A little more than three years ago, I started to suffer from burnout. Unfortunately, I didn’t fully recognize it and probably felt a bit too proud and invincible to try and prevent it. As a Gen Xer, my first instinct does not include getting help, but instead to suck it up (an approach I don’t recommend). The stress definitely came from the day job. My hours gradually increased from the 50s to stay between 60 and 80 a week. A lot of the creative things I liked to do fell to the side due to a lack of time and then the impact of the pandemic. Initially, I thought working from home full time would free me up to do so much more, but instead it trapped me further into my day job and contributed to me working way too many hours.
Depending on who you ask, job burnout might not be a real medical diagnosis, but it definitely has real symptoms (Mayo Clinic: Job burnout: How to spot it and take action). I ended up struggling to be creative and spent my downtime as a zombie watching TV and scrolling through my phone. It wasn’t pretty, but I continued to try to keep myself engaged until finally I couldn’t.
It wasn’t all doom and gloom. I managed to lose a fair amount of weight that first year and dropped to almost 165 pounds (I’ve found my nemesis: eating out). The neighborhood had a nice tree covered path and I would try to get in 3-5 miles of walking/jogging on most days. Honestly, that time outdoors helped to fight a lot of the symptoms, but it really wasn’t enough. I tried forcing some creative activities, but my mental tank had run dry.
Not having consistent writing time hurt me the most. When I don’t get time to write, it impacts me at so many levels.
The start of recovery from burnout
So a little more than two years ago, I changed jobs, and at the end of 2020, I made a post about some of the struggles I had the prior year. I just had a three week break between jobs and I felt real excitement for the first time in a while and had a whole list of things I had planned to do in 2021.
However, recovery from burnout turned out harder than I had expected. The new day job remains a thousand times better than the old one, especially with work/life balance. The problem is I spent more than a year developing bad habits and allowing my mental health to spiral (the impactful stories go back more than half a decade—I should write a book).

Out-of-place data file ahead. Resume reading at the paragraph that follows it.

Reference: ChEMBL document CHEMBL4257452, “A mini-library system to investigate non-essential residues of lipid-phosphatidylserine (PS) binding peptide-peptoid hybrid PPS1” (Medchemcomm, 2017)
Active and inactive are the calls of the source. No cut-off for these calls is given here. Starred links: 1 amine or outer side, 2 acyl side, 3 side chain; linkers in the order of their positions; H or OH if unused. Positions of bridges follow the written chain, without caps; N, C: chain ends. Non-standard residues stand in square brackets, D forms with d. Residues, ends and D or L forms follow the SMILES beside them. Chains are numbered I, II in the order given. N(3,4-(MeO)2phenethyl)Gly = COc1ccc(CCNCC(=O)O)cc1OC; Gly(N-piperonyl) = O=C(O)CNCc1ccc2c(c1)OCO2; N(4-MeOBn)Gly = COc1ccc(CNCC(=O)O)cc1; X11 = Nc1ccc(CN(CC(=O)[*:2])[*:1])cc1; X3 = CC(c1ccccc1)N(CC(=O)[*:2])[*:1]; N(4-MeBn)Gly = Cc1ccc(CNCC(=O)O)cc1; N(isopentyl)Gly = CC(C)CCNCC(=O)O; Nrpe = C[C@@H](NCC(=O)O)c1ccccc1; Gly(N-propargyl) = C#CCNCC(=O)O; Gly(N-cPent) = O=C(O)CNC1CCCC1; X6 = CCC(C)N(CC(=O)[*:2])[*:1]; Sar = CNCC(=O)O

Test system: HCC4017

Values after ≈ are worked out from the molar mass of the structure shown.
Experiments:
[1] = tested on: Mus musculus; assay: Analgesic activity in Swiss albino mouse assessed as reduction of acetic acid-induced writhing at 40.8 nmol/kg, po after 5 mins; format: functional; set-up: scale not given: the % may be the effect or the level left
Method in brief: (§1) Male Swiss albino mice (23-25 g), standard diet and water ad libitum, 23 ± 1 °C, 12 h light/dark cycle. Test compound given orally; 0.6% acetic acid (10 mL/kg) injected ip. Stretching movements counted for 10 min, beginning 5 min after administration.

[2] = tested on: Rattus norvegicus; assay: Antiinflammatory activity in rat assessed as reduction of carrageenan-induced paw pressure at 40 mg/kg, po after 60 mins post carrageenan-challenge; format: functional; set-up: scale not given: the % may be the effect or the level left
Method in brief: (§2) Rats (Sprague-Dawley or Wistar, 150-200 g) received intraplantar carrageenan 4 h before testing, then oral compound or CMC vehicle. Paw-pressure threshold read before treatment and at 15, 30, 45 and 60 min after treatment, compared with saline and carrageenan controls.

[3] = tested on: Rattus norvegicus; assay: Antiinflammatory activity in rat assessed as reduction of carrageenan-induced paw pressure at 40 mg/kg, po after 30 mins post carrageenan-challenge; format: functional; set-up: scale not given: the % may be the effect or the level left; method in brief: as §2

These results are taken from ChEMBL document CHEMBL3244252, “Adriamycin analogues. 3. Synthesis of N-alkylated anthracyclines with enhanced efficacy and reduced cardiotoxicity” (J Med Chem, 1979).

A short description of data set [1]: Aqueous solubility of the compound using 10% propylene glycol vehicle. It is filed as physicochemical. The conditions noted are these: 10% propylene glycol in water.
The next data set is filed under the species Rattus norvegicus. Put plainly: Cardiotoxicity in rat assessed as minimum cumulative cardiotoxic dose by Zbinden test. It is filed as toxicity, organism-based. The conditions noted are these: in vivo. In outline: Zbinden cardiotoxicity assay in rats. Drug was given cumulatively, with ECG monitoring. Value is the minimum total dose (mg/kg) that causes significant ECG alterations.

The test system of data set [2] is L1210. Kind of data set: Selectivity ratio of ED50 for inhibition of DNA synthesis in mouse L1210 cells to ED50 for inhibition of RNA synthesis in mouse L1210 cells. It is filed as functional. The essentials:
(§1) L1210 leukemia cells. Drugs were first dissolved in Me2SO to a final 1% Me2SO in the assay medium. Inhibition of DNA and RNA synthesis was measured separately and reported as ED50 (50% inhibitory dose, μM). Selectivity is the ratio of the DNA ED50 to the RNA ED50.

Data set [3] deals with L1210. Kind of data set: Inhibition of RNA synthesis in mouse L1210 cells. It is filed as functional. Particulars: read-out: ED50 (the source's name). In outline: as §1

The truth: my optimism exceeded the reality of what a short break and a new job would magically cure. Add in some natural anxiety about a new role, mental energy spent to learn and adapt to that new existence, and my already empty tank did not fill up very fast.
On top of that, we had new challenges with the health of a family member and circumstances that prompted us to start the process for having a house built (not expected to be finished until fall 2022). Before we knew it, 2021 evaporated into the ether.
With 2022 on the horizon, and the fact that I decided to just go to Planet Comicon in the fall of 2021 as an attendee, I had a strong desire to enter 2022 with gusto. I did throw myself into expanding on my creative activities and started building things like the model of Stephenie’s Tower. I had to race to make progress on that as I wanted to bring it to Planet in the spring of 2022, which I did manage to bring at least the first floor to the convention. Planet 2022 treated me great and I am thankful for everyone that attended and stopped by my table.
However, I was still not out of my funk. I still felt lingering traces of burnout (I still feel some today). We still had to deal with the medical issues in the family and the effort to have the house built. Even though we had months to go, we started to consolidate things, put things in boxes, move things into storage, and take care of a million things.
During that time, I didn’t get much of a mental recharge. I think I pretty much just existed. And worst, my writing continued to suffer.
The next phase of burnout recovery
In Aug of 2022, we finally moved into our new house. I have a third of the basement dedicated to a maker’s space and moved my 3d printer out of my office into a back room in the basement. The family health issues came to an end, not in the way we wanted, but in a manner that was not wholly unexpected. And as 2022 came to a close, we’ve finally settled into our new space, where it feels like home.
There are still a few things left to deal with, I again have about 15 pounds to lose (eating out is addictive), I don’t yet have the spray booth I need in order to use my airbrush, there are a handful of household projects, but what is most important to my recovery: I’ve been able to make more consistent time to write again.
I could talk more about the psychology of entering, living through, and recovering from burnout, but I’ll save that for another post, as this one is already too long and I want to get back to working on my novel.